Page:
The market price is not a single item.
It is composed of several streams of data.
market prices during normal trading
First we have the Time of Sale data, which represents each transaction that has already taken place in the market. This is the data that is used to build candle charts.
Then we have the limit order book data. This data has several parts. On the bid, we have the Buy orders that have prices lower than all the sell orders. On the Ask we have the Sell orders that have prices higher than all buy orders.
The level 1 is the composed of the Best Bid and Offer in the book.
In many markets like the NYSE and NASDAQ there are many order books that compete with each other. Each of them keeping a set of bids and offers available for execution. The best prices of the combined books is known as the National Best Bid and Offer or NBBO.
When you send a market order to buy. Your order is executed against the limit sell orders that are available to sell at the time of your order's arrival. It will execute first against orders at a lower price, and if your order is too large to filled at a single price it will continue taking out sell orders at subsequently higher prices.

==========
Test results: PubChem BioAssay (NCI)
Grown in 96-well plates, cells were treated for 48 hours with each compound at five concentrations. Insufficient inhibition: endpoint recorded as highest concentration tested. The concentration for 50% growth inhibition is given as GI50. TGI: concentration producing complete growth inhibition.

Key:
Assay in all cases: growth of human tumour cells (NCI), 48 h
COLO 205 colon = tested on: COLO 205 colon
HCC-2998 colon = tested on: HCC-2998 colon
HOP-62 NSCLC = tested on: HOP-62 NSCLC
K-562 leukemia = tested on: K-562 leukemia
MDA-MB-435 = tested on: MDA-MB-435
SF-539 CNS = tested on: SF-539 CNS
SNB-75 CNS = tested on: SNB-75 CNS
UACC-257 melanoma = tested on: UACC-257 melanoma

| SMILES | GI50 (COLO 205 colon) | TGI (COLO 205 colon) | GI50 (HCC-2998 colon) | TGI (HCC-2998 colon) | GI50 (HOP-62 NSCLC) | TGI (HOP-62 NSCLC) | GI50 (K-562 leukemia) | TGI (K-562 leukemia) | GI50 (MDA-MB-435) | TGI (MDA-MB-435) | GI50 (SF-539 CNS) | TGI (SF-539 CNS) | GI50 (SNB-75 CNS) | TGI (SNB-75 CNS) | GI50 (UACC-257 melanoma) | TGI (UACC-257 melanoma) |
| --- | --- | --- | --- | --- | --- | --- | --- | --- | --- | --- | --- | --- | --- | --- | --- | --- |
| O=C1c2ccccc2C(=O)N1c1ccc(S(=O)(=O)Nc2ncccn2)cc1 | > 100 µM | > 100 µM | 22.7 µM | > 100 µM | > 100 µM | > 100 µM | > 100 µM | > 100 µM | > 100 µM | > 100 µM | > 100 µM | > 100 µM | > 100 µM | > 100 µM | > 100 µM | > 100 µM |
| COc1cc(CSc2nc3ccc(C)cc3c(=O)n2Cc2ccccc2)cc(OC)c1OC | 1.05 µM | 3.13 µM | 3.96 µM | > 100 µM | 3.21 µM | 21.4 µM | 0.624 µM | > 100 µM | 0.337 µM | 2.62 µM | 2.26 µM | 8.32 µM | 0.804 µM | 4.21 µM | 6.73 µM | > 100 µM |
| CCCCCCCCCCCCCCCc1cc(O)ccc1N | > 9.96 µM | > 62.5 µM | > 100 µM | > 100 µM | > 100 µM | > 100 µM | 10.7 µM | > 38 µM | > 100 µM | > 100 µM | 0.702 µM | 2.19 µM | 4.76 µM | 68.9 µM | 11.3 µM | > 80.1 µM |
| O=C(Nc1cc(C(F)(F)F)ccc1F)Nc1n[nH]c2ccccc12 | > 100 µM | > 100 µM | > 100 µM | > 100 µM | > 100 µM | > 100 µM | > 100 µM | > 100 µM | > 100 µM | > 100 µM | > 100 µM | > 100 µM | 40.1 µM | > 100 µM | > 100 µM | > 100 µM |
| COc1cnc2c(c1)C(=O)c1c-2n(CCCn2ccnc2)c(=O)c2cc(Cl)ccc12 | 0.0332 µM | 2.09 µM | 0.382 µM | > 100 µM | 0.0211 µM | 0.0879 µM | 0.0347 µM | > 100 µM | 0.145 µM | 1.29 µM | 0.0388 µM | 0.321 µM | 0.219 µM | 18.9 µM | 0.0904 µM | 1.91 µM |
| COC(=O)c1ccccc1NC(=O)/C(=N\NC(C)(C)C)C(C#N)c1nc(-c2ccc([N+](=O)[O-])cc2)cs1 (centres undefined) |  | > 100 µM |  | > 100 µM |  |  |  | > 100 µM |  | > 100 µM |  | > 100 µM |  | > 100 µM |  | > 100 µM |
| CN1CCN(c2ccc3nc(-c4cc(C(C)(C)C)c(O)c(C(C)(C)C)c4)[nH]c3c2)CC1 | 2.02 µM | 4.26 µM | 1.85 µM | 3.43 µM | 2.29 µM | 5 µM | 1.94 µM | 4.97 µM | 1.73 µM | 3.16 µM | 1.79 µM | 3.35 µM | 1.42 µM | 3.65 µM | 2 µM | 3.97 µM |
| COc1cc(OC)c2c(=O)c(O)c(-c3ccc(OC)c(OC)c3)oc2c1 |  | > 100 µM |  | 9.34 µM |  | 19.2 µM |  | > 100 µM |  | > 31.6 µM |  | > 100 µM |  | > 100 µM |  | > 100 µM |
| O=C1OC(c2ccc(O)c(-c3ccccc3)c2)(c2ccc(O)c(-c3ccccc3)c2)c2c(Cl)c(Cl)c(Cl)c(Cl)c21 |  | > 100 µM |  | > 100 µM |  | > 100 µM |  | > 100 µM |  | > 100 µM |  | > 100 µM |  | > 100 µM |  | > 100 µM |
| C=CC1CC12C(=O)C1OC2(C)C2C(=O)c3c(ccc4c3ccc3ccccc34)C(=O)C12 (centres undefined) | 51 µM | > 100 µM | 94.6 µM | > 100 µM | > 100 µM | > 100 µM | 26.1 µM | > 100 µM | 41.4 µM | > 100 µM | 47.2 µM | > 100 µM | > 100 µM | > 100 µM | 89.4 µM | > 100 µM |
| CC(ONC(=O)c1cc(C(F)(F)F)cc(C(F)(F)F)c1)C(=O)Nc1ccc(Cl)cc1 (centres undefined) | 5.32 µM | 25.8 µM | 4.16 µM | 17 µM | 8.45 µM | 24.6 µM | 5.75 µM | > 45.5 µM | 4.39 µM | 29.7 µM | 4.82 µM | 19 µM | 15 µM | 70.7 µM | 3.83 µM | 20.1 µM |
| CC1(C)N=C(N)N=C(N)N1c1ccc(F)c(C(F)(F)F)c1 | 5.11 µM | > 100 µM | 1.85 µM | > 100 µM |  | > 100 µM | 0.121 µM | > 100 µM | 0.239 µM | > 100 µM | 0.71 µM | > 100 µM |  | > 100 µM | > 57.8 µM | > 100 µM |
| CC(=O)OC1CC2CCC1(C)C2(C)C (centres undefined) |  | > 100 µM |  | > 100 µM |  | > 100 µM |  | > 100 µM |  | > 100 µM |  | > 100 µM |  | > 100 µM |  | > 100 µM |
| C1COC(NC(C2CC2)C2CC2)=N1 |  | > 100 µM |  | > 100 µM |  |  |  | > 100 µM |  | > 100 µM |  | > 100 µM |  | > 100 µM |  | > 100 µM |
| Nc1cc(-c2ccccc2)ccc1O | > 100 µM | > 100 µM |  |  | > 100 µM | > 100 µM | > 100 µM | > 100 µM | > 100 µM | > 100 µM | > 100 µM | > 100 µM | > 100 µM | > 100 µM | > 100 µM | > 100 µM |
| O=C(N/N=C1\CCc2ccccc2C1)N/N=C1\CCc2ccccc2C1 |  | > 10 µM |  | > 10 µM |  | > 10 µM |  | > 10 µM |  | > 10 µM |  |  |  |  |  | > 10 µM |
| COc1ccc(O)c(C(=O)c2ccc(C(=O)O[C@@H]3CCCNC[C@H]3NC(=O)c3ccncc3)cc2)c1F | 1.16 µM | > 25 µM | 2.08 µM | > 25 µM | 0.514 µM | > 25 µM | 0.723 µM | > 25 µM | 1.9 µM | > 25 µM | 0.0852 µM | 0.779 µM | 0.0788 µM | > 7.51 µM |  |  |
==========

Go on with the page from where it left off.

your particular scenario
In your particular case, your broker may be showing you as the "real time price" the price of the last sale, the price of the bid (many forex brokers do this). If they are showing you the ask price, then you would notice that you are able to consistently sell at the real time price, if they use the TOS price then you will see the price flickering up and down 2 or 3 cents as the orders come in to buy or sell.